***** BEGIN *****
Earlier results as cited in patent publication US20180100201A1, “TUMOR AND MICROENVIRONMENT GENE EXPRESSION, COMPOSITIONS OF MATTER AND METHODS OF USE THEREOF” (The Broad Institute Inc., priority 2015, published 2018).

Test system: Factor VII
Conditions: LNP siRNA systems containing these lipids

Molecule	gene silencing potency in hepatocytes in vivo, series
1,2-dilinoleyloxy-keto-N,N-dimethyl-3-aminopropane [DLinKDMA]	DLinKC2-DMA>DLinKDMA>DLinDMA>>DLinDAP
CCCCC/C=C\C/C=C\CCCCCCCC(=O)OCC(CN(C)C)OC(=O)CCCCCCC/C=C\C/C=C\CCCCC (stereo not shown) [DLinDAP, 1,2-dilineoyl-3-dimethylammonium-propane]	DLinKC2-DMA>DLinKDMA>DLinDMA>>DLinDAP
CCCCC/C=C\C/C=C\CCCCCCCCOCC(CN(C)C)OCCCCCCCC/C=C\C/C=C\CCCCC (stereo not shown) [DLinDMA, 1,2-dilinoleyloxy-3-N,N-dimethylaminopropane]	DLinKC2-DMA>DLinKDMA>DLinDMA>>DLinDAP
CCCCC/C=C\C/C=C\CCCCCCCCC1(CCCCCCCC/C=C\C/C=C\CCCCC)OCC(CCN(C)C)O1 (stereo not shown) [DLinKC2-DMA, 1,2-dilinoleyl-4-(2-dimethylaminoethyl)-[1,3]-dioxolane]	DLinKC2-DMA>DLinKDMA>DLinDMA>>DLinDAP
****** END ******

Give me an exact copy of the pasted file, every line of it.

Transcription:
Earlier results as cited in patent publication US20180100201A1, “TUMOR AND MICROENVIRONMENT GENE EXPRESSION, COMPOSITIONS OF MATTER AND METHODS OF USE THEREOF” (The Broad Institute Inc., priority 2015, published 2018).

Test system: Factor VII
Conditions: LNP siRNA systems containing these lipids

Molecule	gene silencing potency in hepatocytes in vivo, series
1,2-dilinoleyloxy-keto-N,N-dimethyl-3-aminopropane [DLinKDMA]	DLinKC2-DMA>DLinKDMA>DLinDMA>>DLinDAP
CCCCC/C=C\C/C=C\CCCCCCCC(=O)OCC(CN(C)C)OC(=O)CCCCCCC/C=C\C/C=C\CCCCC (stereo not shown) [DLinDAP, 1,2-dilineoyl-3-dimethylammonium-propane]	DLinKC2-DMA>DLinKDMA>DLinDMA>>DLinDAP
CCCCC/C=C\C/C=C\CCCCCCCCOCC(CN(C)C)OCCCCCCCC/C=C\C/C=C\CCCCC (stereo not shown) [DLinDMA, 1,2-dilinoleyloxy-3-N,N-dimethylaminopropane]	DLinKC2-DMA>DLinKDMA>DLinDMA>>DLinDAP
CCCCC/C=C\C/C=C\CCCCCCCCC1(CCCCCCCC/C=C\C/C=C\CCCCC)OCC(CCN(C)C)O1 (stereo not shown) [DLinKC2-DMA, 1,2-dilinoleyl-4-(2-dimethylaminoethyl)-[1,3]-dioxolane]	DLinKC2-DMA>DLinKDMA>DLinDMA>>DLinDAP